A fledgling chain of repair shops out west says it wants to make tire sales easy and profitable for independent repair shops.
Grip Auto & Tire – the brainchild of automotive publisher Dean Washington and tire industry executive Mort Koch – now has five locations in the lower mainland of British Columbia.
The stores, in Cloverdale, Coquitlam South, Langley East, Langley West, and Maple Ridge/Pitt Meadows, were designed to offer consumers a simplified way to buy tires and automotive service, backed with roadside assistance.
Washington, who serves as company president, says the goal is to have 50 locations up and running within five years.
“We’re bringing the tire sale to the independent repair shop,” he says. “In the past, local independent repair shops have sold tires, but not in a meaningful way. To do a tire quote would typically take them between 15 to 20 minutes. With our proprietary software, it takes them under a minute.”
Washington says the goal of the company is to help independent shops make money on the two most universally required automotive services: oil and tires.
“They are the number one and two replacement components on a vehicle,” he says. “It’s all about keeping your customers’ vehicles on your hoist, as we all know.”
Shops that sign up with Grip Tire will have access to a wide range of management resources, many of them developed by shop owner Russ Hudson of Hudson Auto Care in Langley, B.C. These include management training, operational assessments, workflow systems, and a loyalty rewards program.
“We’ll shortly be bringing in a call centre so that a centralized person will do all the follow-up calls, as well as booking the next appointment,” says Hudson. “That will be the foundation of a maintenance program aimed at keeping customers coming back. We’re trying to make it simpler for the franchisee. We’ll take on that role of making follow-up calls, verifying that everything has been done correctly and that people are happy.”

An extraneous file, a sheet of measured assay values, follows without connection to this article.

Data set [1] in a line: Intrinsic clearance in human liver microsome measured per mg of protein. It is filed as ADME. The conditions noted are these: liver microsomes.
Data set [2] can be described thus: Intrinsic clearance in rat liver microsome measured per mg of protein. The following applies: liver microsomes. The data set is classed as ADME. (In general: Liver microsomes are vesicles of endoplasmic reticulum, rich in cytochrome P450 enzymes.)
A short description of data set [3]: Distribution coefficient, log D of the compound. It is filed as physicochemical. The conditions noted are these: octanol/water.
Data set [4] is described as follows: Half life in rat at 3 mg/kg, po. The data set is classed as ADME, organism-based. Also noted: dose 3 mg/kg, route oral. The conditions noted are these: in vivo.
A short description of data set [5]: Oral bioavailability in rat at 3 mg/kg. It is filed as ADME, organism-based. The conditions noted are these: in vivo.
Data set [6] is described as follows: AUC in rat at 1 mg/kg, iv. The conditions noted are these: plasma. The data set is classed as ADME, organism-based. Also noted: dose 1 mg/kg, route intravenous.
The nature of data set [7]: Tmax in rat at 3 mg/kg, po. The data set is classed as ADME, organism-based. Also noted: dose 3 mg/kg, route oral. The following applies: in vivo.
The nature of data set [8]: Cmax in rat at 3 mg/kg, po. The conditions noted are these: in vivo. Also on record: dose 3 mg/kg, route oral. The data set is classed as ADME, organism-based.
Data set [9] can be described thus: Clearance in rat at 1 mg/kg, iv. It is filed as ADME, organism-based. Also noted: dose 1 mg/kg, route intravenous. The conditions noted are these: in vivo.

Grip Tire also plans to offer roadside assistance to loyal customers through a third-party provider.
“Customers will get a card with an 800 number on it, and a PIN number,” Hudson says. “If they need a tow, or run out of gas, or get a flat tire, a quick phone call will get a tow truck out to them.”
He says he’s designing systems based on tactics he has learned at a number of management training seminars throughout his career.
“I’m having a blast. I’ve been doing this a long time but the last eight months have been pretty exciting!” he says.
Washington, an automotive publisher with titles that include RPM magazine, Performance Plus, and Trucks Plus, says the company was originally conceived as a bolt-on tire program for existing automotive service shops, but the concept was quickly expanded to provide management tools for automotive service as well.
“The tire part was great. But the more we talked, the more we agreed shop owners needed a full system. The big boys – the dealerships – are coming after their business,” he says. “We saw the need to have a full program that would give them a chance to survive and, quite frankly, put the systems in place that give them an exit strategy as well, where the owner is not the service advisor, where the shop has a presence in the community as a brand, and where someone could come in and take over without necessarily being mechanically inclined.”
Washington says the company was designed to expand nationally.
“We’ve secured agreements across the country, so we’re set for growth. We’re ready to go,” he says.